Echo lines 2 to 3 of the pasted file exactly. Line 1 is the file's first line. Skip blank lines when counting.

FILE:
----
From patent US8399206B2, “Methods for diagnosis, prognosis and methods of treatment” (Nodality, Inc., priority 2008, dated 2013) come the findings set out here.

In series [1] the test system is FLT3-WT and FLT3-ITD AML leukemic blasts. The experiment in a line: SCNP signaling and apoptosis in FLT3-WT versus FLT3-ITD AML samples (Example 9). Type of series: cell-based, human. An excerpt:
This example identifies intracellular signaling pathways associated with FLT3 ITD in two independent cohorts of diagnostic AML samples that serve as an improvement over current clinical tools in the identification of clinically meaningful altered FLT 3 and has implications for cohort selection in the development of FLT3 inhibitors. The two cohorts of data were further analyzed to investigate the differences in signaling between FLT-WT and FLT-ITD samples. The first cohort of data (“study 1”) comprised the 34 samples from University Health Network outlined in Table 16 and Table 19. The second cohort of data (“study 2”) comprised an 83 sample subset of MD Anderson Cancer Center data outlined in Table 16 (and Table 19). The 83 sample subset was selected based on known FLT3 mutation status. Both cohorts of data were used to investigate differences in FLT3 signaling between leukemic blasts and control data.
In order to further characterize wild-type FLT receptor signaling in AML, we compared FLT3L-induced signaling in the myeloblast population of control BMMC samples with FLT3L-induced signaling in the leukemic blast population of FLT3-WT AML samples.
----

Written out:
In series [1] the test system is FLT3-WT and FLT3-ITD AML leukemic blasts. The experiment in a line: SCNP signaling and apoptosis in FLT3-WT versus FLT3-ITD AML samples (Example 9). Type of series: cell-based, human. An excerpt:
This example identifies intracellular signaling pathways associated with FLT3 ITD in two independent cohorts of diagnostic AML samples that serve as an improvement over current clinical tools in the identification of clinically meaningful altered FLT 3 and has implications for cohort selection in the development of FLT3 inhibitors. The two cohorts of data were further analyzed to investigate the differences in signaling between FLT-WT and FLT-ITD samples. The first cohort of data (“study 1”) comprised the 34 samples from University Health Network outlined in Table 16 and Table 19. The second cohort of data (“study 2”) comprised an 83 sample subset of MD Anderson Cancer Center data outlined in Table 16 (and Table 19). The 83 sample subset was selected based on known FLT3 mutation status. Both cohorts of data were used to investigate differences in FLT3 signaling between leukemic blasts and control data.